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Hundreds of jobs lost as electrical firm PSG goes into receivership

June 4, 2014 • News

600 hundred workers at electrical firm Pacific Services Group (PSG) — formerly known as Russell Smith — have lost their jobs after the company announced yesterday that it had gone into receivership.

Image credit: Flickr User: www.psgelectric.com

Image credit: www.psgelectric.com

The Electrical Trades Union said PSG told workers on Tuesday it was closing its national electrical division due to debts accumulated from mismanagement on some large projects in Queensland.

According to the article on ABC, a number of workers in Victoria, Tasmania, South Australia and Queensland, including all 210 employees of PSG Elecraft in Victoria, mostly electricians and apprentices, have lost their jobs as the debt-ridden company slipped into receivership.

“The company were at pains to state that it wasn’t the fault of these Victorian workers. In fact these Victorian electricians had made millions of dollars for this company and through no fault of their own they’re now without a living,” the secretary of the Victorian branch of the Electrical Trades Union, Troy Graytold, told the ABC.

“To see such an icon of the industry go into liquidation, there’s no good things that come of it. No good things,” he said.

He said the company’s debt has reached the $10 million mark and was no longer sustainable.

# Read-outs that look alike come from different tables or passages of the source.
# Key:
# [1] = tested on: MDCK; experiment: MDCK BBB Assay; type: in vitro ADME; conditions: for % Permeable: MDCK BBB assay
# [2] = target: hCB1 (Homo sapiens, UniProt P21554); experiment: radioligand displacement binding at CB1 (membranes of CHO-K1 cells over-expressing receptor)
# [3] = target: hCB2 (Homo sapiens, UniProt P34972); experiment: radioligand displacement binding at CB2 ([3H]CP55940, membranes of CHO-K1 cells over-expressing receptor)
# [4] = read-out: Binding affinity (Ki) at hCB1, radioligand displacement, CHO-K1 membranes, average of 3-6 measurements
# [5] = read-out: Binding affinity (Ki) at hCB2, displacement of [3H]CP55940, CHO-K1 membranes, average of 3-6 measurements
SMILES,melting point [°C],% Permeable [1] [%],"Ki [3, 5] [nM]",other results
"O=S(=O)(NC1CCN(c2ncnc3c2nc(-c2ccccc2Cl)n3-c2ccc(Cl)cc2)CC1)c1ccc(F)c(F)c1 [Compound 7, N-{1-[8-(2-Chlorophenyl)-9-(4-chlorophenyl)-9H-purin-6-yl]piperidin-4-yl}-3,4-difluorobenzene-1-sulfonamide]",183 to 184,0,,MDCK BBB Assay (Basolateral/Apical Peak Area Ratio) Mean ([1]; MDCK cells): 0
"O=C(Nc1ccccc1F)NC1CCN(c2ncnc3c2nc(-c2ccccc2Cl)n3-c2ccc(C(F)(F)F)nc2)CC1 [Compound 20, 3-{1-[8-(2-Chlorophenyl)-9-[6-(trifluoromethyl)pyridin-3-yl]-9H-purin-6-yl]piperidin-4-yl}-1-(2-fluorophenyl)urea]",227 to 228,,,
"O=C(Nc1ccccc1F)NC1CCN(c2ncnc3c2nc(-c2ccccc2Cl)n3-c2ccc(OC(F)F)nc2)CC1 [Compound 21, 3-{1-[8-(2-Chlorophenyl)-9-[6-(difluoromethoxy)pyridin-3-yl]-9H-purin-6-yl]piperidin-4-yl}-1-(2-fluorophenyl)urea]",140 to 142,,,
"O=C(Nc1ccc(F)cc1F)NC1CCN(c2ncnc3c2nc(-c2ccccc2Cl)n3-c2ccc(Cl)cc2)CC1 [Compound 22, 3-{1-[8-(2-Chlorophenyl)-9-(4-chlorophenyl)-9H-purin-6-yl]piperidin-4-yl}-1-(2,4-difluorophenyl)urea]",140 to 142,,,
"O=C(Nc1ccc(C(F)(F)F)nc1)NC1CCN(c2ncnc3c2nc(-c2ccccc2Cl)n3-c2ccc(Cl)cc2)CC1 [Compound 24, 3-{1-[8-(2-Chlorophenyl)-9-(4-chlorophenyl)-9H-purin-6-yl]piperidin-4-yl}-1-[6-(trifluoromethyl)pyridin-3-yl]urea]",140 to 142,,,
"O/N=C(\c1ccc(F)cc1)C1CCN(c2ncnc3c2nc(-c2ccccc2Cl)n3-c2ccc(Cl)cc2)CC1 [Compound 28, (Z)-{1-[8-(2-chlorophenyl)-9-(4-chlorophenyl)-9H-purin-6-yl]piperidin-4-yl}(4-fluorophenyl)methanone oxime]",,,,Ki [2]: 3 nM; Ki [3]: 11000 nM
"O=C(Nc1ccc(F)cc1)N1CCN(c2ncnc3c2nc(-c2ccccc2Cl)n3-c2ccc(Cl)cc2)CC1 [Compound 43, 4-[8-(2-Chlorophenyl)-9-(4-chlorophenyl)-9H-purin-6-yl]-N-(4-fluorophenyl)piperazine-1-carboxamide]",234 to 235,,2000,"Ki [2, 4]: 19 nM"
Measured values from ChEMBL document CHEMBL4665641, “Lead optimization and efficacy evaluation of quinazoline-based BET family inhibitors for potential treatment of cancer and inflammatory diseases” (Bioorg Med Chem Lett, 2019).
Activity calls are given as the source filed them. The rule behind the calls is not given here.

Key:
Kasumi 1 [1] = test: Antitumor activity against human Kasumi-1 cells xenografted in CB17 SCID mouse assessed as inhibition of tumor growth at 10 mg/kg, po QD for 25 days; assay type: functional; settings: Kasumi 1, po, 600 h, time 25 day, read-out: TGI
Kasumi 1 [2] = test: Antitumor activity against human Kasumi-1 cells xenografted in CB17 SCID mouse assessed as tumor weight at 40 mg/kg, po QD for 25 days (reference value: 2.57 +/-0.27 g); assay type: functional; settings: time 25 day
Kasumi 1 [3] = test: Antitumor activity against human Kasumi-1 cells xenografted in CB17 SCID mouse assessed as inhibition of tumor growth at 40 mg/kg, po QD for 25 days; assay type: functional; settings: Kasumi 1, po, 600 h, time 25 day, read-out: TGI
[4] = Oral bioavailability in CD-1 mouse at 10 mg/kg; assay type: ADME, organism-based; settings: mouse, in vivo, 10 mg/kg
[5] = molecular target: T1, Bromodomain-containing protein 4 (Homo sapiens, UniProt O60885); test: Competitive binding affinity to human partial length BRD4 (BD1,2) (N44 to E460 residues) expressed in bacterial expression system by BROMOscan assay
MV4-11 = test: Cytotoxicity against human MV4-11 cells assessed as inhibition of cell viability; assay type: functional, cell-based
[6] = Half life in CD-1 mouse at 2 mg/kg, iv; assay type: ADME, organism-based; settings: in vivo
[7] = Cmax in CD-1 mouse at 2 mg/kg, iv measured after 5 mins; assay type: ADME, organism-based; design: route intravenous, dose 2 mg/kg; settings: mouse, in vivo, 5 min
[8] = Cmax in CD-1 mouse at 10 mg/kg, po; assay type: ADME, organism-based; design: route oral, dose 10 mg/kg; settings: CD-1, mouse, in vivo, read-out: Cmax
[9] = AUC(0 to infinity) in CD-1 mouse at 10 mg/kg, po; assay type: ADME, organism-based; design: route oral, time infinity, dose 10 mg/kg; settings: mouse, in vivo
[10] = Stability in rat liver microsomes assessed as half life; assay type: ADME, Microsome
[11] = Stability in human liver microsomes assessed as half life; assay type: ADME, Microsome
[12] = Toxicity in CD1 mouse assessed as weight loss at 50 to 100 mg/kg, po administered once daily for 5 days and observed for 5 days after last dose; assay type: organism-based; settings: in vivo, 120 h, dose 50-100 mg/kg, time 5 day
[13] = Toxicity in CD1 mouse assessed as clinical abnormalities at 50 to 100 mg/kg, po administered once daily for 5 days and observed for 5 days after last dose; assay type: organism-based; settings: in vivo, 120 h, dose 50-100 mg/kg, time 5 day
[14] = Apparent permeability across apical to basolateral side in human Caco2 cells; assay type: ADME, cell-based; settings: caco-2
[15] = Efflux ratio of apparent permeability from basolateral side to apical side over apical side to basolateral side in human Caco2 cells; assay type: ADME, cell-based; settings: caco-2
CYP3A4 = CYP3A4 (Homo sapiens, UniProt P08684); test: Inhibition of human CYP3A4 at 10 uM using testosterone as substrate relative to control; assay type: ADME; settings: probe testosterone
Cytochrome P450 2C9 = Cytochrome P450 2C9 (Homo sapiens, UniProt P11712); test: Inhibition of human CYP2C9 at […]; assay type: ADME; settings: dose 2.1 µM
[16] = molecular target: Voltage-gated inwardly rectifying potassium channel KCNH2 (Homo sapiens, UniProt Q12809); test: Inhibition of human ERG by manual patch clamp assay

“It’s not just 200 workers. It’s the families of these 200. They don’t have an income. They can’t get their entitlements, we’re told by the Government, for 40 weeks. We’d call on the Government . . . to fast-track that.”

“Many of these workers will not get re-employed. The construction industry in Victoria isn’t fantastic at the moment and they need those entitlements. The annual leave, banked RDOs, they need to live on, to buy food with. But on top of Ford, Holden, Toyota and Alcoa, we’re losing close to 1000 members will lose their jobs from now over the next 18 months. It’s not going to be easy.”

Sources say workers will receive their entitlements but that will not be confirmed until the end of the week.

Meanwhile, PSG will put up for sale its two remaining operational plants in Victoria and Queensland, employing about 50 staff each, reported The Sydney Morning Herald.

PSG had been involved in major infrastructure projects in Tasmania, including the roll-out of the National Broadband Network.

Former Russel Smith co-owner Mac Russell said the Tasmanian part of the business is viable.

“It’s got very good people. It’s got very good capabilities,” Mr Russell said.

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